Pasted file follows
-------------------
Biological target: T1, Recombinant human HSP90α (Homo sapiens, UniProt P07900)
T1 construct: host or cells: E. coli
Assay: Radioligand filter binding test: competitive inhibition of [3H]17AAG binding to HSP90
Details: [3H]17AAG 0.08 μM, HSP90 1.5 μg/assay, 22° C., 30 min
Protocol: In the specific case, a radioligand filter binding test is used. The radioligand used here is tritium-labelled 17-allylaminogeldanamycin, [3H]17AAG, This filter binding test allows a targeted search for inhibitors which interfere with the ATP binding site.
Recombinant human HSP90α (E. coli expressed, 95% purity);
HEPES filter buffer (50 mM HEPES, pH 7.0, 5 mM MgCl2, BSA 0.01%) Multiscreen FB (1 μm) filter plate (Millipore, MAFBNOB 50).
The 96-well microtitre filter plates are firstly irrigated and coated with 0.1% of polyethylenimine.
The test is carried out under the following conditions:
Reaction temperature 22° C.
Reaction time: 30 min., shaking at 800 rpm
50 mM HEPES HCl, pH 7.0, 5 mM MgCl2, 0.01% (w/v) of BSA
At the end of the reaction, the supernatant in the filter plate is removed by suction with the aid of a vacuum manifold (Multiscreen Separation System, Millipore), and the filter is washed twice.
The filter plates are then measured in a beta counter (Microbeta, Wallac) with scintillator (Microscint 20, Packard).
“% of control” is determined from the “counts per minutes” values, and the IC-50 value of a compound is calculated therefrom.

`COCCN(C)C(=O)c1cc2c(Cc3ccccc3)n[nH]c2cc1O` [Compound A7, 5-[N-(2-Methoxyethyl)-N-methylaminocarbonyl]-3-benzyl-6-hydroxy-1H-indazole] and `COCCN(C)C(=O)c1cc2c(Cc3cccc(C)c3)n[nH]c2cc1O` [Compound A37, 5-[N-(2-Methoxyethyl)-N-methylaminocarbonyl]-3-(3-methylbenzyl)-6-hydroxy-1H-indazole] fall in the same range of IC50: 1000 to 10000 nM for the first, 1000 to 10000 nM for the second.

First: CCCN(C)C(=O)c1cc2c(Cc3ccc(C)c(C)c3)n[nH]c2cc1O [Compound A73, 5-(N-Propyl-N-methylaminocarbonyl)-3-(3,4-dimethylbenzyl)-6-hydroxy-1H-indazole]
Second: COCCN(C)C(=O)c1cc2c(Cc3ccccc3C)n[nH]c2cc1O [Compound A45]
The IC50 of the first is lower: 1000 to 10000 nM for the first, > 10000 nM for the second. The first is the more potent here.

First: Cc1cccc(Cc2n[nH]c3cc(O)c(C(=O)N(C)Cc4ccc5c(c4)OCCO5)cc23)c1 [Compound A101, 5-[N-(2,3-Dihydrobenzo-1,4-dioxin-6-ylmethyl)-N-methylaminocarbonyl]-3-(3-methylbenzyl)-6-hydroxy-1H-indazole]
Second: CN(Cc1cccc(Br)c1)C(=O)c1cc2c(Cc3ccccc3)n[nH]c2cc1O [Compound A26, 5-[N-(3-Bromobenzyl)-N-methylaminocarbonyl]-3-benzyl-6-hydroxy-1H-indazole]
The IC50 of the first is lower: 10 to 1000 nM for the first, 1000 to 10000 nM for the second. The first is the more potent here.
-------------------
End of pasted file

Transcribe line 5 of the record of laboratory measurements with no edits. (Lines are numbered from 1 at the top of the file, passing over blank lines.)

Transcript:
Protocol: In the specific case, a radioligand filter binding test is used. The radioligand used here is tritium-labelled 17-allylaminogeldanamycin, [3H]17AAG, This filter binding test allows a targeted search for inhibitors which interfere with the ATP binding site.